In response to North Korean threats, South Korea and the United States conducted joint air exercises with a strategic bomber and stealth fighter plane from the United States, the Yonhap news agency reported on Thursday (Feb 2).

The military show of force comes a day after U.S. Defense Secretary Lloyd Austin and his South Korean counterpart warned of an increase in such drills and greater security coordination between the two allies as they deal with what they perceive to be growing missile and nuclear threats from Pyongyang.

The jets conducted their first such drill of the year on Wednesday over the Yellow Sea, which is situated between China and the Korean peninsula, the agency reported, citing South Korea's military.

According to Yonhap, the most recent exercises included a B-1B strategic bomber, F-22 and F-35B stealth fighters from the U.S. Air Force, and F-35A fighters from the South Korean military. To the organization, extended deterrence refers to the US resolve to defend South Korea with all available military resources, including nuclear weapons.

Yonhap quoted the defense ministry saying: "The combined air drills this time show the US' will and capabilities to provide strong and credible extended deterrence against North Korea's nuclear and missile threats".

South Korea's Yonhap News Agency is a well-known news organization. In South Korea, newspapers, TV networks, and other media outlets receive news reports, images, and other material from Yonhap.

Yonhap is the only Korean wire service that collaborates with foreign news agencies and offers a small but free selection of news on its website in Korean, English, Chinese, Japanese, Spanish, Arabic, and French. Yonhap maintains various agreements with 90 non-Korean news agencies. It also has a services-exchange agreement with North Korea's Korean Central News Agency (KCNA) agency, signed in 2002.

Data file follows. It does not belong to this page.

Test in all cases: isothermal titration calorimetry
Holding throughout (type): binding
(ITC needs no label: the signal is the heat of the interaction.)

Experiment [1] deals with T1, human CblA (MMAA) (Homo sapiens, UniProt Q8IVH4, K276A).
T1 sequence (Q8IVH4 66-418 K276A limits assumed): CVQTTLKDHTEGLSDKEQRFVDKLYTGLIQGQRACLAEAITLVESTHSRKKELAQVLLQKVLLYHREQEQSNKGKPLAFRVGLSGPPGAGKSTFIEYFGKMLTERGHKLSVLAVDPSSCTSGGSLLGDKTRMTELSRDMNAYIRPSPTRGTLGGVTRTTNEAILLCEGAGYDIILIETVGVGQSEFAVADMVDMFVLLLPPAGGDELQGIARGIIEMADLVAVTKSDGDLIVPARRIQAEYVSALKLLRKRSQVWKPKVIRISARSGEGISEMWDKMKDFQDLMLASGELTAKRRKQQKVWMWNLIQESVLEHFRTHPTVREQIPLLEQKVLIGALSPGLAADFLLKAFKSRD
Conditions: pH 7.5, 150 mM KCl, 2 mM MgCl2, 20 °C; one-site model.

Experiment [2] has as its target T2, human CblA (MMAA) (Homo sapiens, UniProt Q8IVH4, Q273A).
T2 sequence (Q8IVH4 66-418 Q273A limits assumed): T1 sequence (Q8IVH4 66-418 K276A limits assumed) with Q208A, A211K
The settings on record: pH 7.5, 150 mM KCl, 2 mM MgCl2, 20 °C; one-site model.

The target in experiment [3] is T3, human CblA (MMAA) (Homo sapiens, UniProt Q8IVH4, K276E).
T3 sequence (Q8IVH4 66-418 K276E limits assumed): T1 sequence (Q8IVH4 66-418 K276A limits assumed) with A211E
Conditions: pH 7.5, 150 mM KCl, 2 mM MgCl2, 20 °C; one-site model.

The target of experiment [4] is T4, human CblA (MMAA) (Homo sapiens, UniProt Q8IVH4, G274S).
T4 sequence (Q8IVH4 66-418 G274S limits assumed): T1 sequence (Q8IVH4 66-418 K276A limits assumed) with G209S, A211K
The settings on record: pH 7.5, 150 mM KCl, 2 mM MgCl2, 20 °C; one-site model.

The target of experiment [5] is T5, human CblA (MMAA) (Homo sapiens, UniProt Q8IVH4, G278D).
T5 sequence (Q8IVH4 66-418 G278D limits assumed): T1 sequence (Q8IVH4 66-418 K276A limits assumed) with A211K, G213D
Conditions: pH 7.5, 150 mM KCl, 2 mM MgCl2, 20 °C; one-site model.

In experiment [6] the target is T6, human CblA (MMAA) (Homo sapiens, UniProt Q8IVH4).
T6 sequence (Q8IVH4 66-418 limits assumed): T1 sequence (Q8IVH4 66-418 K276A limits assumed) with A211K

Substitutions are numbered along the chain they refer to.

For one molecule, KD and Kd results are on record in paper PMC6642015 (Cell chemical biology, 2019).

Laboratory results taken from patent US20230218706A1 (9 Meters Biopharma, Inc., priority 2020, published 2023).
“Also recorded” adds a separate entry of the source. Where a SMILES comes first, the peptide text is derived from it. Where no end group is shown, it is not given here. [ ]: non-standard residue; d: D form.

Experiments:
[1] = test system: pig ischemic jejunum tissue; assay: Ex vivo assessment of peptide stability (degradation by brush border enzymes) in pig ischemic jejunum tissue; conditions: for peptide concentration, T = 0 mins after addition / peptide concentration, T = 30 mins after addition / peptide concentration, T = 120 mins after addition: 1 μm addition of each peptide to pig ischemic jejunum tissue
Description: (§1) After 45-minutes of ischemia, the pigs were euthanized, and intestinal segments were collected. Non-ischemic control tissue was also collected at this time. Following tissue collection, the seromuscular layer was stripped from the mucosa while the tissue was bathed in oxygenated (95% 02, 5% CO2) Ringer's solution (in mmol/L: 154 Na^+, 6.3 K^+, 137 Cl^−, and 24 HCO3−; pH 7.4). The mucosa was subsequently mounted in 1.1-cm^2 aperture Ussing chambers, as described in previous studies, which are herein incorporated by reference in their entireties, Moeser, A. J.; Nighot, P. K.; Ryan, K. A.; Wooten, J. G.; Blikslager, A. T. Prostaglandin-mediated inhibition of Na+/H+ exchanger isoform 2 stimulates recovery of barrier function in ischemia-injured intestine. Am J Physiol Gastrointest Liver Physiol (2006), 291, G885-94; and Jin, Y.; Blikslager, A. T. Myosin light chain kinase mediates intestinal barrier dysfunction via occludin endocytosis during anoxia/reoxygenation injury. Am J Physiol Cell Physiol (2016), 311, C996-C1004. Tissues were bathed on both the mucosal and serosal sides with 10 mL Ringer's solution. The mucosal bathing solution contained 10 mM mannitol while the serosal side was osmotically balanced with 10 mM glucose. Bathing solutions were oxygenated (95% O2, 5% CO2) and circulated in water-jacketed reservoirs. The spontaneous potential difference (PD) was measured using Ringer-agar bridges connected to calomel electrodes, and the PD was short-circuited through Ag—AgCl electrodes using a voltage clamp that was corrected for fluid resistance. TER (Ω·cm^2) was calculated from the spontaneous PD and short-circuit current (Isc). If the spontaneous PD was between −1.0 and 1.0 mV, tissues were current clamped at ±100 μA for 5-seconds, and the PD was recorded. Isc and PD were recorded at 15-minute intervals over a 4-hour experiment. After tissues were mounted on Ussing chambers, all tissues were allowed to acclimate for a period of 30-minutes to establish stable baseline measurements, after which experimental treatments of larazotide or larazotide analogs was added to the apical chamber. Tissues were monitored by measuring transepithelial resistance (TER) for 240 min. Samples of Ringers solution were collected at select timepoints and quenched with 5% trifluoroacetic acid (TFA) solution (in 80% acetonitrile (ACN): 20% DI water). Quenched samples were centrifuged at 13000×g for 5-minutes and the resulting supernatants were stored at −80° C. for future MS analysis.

After a year in which North Korea declared itself an "irreversible" nuclear power and performed a prohibited weapons test almost every month, Seoul is eager to reassure its growingly uneasy people of America's solid defense commitment.

In response to "continued provocations" from Pyongyang, including a recent drone invasion, Austin and South Korean Defence Minister Lee Jong-sup decided to "expand and bolster the level and scale" of bilateral military drills, they said in a statement on Wednesday.

As the North performed a record-breaking number of weapons tests in 2022, including the launch of its most advanced intercontinental ballistic missile, military tensions on the Korean peninsula rapidly increased.

Any military training involving the U.S. and South Korea infuriates Pyongyang, which sees them as a practice for an invasion and frequently responds with threats and drills of its own.